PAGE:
Corporate Tax News Issue #63
24 August 2022
Issue 63 - August 2022
As countries worldwide grapple with the confluence of inflation, surges in the prices of oil and gas and commodities, etc., and an enduring COVID-19 pandemic, some governments have resorted to temporary “windfall profits taxes,” often to generate revenue to fund public measures to ease pressure on the population. Our lead article covers the recently introduced energy profits levy on oil and gas producers in the UK. We also feature articles that discuss Italy’s one-time contribution on extra profits earned by companies in the energy sector, more expansive measures in Hungary’s “special taxes on extra profits,” which apply to companies in the financial, petroleum, energy and airline sectors, a proposal in Argentina that would apply to any company that generates extraordinary income from the increase in international prices and a proposal in Spain to introduce contributions on additional profits generated by energy companies and banks. Conversely, France’s parliament rejected a proposed “exceptional” tax on windfall profits on companies operating in the energy and freight transport sectors.
In other news, both Hong Kong and Uruguay have announced major changes to their offshore income regimes to bring them in line with EU requirements, as both jurisdictions are included on the EU’s grey list of noncooperative jurisdictions for tax purposes. In the EU, a recent report contains recommendations on how to remove taxation-based obstacles and distortions in the Single Market. Tax reform proposals in Chile would make fundamental structural changes to the corporate income tax regime, including abolition of the partially integrated tax system and replacing it with the separate taxation of companies and shareholders, as well as the introduction of a new mining tax targeting the copper production sector. Kenya has new rules on transactions with entities located in countries with preferential tax regimes and the Netherlands has revised its international rulings regime to introduce more requirements to obtain a ruling.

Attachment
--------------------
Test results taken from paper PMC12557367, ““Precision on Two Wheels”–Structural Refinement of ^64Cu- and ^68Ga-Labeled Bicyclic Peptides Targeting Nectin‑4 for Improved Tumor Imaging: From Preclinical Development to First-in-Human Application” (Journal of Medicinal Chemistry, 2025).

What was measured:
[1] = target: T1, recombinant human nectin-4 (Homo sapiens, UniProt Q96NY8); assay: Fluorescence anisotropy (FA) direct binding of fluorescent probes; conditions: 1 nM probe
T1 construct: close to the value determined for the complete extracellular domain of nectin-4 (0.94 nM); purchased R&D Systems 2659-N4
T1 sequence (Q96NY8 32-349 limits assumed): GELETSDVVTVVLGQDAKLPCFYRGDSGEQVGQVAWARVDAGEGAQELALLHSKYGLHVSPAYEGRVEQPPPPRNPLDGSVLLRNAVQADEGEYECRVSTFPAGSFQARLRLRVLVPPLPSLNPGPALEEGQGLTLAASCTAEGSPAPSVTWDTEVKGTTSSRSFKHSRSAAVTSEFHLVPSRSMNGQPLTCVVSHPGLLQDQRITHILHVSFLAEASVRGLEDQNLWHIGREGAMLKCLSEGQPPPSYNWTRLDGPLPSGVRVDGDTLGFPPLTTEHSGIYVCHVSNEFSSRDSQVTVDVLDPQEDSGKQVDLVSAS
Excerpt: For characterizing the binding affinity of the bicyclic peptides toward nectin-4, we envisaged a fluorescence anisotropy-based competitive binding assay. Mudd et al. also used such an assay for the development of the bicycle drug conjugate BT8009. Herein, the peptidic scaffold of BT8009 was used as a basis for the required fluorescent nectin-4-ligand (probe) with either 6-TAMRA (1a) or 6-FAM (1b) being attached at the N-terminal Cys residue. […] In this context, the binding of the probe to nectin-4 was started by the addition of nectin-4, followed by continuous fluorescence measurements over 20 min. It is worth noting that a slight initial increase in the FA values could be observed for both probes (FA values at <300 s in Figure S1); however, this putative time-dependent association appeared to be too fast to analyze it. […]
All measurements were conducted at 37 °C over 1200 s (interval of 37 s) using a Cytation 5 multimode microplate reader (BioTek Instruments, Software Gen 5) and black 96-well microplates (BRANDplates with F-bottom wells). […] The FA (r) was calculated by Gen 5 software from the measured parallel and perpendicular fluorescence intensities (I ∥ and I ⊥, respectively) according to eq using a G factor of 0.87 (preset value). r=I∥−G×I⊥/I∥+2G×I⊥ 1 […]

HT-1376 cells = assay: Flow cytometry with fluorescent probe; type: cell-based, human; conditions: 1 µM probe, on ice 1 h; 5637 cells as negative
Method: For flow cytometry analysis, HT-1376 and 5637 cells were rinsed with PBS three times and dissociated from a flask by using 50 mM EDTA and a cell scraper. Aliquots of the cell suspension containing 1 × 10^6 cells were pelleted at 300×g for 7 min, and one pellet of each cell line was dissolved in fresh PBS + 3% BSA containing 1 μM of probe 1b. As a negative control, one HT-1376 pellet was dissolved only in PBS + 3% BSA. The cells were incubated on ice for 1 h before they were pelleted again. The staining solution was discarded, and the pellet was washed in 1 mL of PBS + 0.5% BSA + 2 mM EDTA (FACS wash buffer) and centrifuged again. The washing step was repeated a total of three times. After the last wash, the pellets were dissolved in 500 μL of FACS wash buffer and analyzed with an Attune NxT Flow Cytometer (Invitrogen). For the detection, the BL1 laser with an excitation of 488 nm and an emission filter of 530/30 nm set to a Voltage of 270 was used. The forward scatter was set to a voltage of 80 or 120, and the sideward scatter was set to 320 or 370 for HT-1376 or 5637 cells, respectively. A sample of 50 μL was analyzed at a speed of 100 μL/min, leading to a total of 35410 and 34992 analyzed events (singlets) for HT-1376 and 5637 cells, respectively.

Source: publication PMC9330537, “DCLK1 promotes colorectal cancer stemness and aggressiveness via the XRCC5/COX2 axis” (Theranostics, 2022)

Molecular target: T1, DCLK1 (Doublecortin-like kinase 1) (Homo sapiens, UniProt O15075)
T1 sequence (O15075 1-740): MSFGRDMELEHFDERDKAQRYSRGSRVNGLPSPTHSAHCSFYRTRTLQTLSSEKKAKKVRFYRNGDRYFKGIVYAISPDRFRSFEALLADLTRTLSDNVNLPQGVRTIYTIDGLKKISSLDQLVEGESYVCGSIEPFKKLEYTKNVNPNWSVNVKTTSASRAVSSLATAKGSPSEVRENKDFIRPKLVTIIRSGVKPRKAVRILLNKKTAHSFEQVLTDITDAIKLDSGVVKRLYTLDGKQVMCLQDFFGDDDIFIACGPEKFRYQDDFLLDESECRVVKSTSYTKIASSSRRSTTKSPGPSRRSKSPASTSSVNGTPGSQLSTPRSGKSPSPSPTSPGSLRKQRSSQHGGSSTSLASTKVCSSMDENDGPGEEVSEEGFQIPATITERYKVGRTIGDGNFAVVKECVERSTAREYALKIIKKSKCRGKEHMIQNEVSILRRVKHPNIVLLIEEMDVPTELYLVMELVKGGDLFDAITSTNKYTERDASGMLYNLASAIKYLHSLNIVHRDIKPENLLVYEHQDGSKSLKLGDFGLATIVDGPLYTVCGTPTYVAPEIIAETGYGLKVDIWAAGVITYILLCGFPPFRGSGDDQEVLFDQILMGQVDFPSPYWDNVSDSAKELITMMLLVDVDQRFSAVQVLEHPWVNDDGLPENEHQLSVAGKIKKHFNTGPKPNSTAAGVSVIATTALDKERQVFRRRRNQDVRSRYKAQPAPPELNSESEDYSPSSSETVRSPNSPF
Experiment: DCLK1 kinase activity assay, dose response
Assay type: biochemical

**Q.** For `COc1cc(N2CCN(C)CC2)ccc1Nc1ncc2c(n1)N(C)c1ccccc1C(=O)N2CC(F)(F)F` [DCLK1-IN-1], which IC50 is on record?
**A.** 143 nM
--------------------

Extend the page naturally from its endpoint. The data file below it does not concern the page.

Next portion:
The UK is holding a public consultation on draft legislation that would implement parts of the OECD model Pillar Two rules, specifically a “multinational top-up tax” that would be charged when a subsidiary is located in another jurisdiction and the group’s profits in that jurisdiction are taxed at a rate below the minimum rate of 15%.
Link to Uruguayan information on this Issue